Anecdotally the first criticism of the 2T concept, back in 1998, was from a CEO “This is too comfortable. My staff will go to sleep”. Although he was lying on the P1 prototype with no upholstery whatever, just correctly shaped ply-wood. I responded that a nap might benefit productivity and it was unreasonable to keep staff awake with uncomfortable chairs. I was unaware of the later research. (see ☛ Sleep→ in the early 2T concept under ‘criticism’.)
Vincent Walsh, professor of human brain research at University College, London, suggested that a sleep of between 30 and 90 minutes in the afternoon could help companies improve productivity. A
poll of 2000 UK office workers by the energy drink manufacturer, ‘Lucozade’ (2013), 22% reported having fallen asleep at their desks, usually in mid afternoon, due to an energy slump, usually lasting about 47 mins and associated with large lunches, sleep deprivation, alcohol and ‘unhealthy’ snacks. Research at the University of Michigan found that the subjects who had taken a nap felt less impulsive, and weathered frustration more easily, than those who watched a nature video (No ref). (See ☛Uptake?/Implications?→)
The MetroNaps EnergyPod is intended as a sleep module for users who wish to take a nap. The hood allows it to become a semi Pod. It is of interest as it could be incorporated into a 2T chair (3M or 4M) and contain the monitor etc.
On their website they say “In recent years, countless studies have extolled the virtues of napping. A quick power nap can sharpen your focus , boost creativity, and mitigate the effects of sleep deprivation. But if you work a 9 to 5 at an office, how can you fulfill your nap quota without being called out for sleeping on the job?If you work at the posh offices of Google, The Huffington Post or Cisco Systems Inc., you take a break from your desk and slip into your own private “sleeping pod.” The $13,000 pods are the brainchild of Christopher Lindholst and Arshad Chowdhury, who have been preaching the benefits of napping at work since they opened their company MetroNaps in 2004. Starting out as a retail operation, MetroNaps now manufactures a line of sleep pods and acts as a kind of “sleep consultant” for companies, offering guidance on how to work napping into a work culture that they say is becoming increasingly accepting of the idea.”
Arianna Huffington, Editor in Chief, Huffington Post Media Group“When we first started the nap rooms, a year and a half ago, people were reluctant to use them. Now, we need to open a third one; they are so overbooked. People blog even about the impact it has on them to just get 20 minutes in the middle of the afternoon.” – As quoted in CBS This Morning, June 12, 2012 http://www.metronaps.com→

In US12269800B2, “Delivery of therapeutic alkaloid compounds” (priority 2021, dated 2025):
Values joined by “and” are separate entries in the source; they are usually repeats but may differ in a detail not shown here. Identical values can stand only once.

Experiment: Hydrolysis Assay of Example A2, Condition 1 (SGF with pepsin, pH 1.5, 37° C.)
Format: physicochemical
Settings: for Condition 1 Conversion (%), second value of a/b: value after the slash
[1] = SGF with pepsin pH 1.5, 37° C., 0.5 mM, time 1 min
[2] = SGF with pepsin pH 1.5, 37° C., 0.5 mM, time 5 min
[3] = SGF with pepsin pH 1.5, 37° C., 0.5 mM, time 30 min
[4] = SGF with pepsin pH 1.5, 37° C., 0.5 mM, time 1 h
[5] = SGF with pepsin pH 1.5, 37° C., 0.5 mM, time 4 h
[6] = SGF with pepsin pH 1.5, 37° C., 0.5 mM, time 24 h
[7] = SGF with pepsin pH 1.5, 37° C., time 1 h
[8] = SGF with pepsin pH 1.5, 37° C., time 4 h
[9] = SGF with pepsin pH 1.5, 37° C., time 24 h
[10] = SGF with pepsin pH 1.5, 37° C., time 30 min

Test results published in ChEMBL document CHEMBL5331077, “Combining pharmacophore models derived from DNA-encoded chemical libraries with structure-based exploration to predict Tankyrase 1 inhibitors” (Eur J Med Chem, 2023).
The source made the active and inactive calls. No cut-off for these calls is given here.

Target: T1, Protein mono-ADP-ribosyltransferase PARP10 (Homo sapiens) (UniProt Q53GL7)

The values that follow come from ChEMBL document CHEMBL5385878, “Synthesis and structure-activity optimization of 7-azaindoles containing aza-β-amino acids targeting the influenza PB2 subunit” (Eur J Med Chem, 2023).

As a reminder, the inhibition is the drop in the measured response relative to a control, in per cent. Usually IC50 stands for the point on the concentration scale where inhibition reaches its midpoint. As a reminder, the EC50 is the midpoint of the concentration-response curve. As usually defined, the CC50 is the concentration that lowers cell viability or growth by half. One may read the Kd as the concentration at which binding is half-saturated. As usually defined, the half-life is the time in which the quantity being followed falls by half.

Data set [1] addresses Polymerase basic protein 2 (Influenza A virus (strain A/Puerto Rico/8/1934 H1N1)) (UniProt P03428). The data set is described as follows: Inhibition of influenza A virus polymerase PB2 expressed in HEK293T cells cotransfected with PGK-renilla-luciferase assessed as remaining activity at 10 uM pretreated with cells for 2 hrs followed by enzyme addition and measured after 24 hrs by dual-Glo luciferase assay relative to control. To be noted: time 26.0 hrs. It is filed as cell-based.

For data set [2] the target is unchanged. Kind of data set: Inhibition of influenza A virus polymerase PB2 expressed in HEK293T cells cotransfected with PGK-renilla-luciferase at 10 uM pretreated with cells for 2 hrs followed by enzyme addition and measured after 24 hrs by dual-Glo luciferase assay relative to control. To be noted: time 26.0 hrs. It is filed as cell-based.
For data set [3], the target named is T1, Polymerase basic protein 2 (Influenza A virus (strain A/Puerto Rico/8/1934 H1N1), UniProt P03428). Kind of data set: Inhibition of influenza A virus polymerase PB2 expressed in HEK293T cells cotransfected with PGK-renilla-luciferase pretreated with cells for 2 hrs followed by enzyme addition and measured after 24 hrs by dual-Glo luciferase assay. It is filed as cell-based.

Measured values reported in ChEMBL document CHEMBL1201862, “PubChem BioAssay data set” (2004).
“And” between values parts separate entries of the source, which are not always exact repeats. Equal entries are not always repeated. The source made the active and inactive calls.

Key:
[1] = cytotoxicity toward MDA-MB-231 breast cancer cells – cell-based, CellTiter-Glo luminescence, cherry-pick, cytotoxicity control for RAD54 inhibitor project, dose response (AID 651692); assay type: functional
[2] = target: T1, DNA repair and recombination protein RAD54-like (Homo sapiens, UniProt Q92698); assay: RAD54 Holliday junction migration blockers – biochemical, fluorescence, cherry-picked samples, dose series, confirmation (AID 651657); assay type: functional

From An Australian ‘sleep solutions’ provider’
- Sleep influences creativity and innovation. Lack of sleep affects the prefrontal cortex of the brain – the area responsible for innovation, creativity, and self-control. A 1999 study found that going 24 hours without sleep noticeably impairs our ability to think flexibly or make updates to plans in light of new information. So it’s not just the quantity of tasks we get through each day that sleep influences, it’s the quality.
- Sleep deprivation and stress go hand in hand. “In the sleep world, stress is to sleep as yin is to yang — opposite forces that are forever linked,” says Chris Winter, M.D. “Stress prevents sleep. Sleep deprivation increases stress and its consequences.”
- We need to switch off. As our cities and societies become increasingly active 24 / 7, our working hours follow suit. Not to mention, these days we quite literally carry our work around in our pockets. While our smartphones make our lives more convenient in many ways, they come with the cost of never really switching off – and it’s becoming more prevalent. Our studies through the Six Week Sleep Challenge tell us that almost 50% of Australians between 20 to 30 cannot go one week without using their smartphone in bed. Which could have something to do with the fact that trouble getting to sleep is more common amongst our under 30s than those over 30.
- Naps are good. No, this is not a drill. Several studies (including one from NASA and one from Harvard) have found that just a 20 to 30 minute nap increases our alertness and our productivity. The trick is to time your nap right. Not too short, because you need enough to feel a difference. Not too long because you don’t want to fall into a deep sleep that could mean you wake up feeling groggy. ‘Just right’ means about 20 to 30 minutes in the early afternoon or straight after lunch.
SLEEP & the 2T concept
It is easy to have a nap in the 2T reclined mode, see ☛Early 2Tilt chair CONCEPT and criticism→ . For privacy in a busy office it is possible to design a hood that can be pulled down. This would be more universally adopted and much less expensive in both cost and space. than a dedicated system. With the advent of AI and robotics offices will be geared to the emotional and physiological requirements of the highly paid staff. 2 Tilt chairs and their 4M derivatives will be exactly relevant.
Return to MANAGERS on OFFICE HEALTH→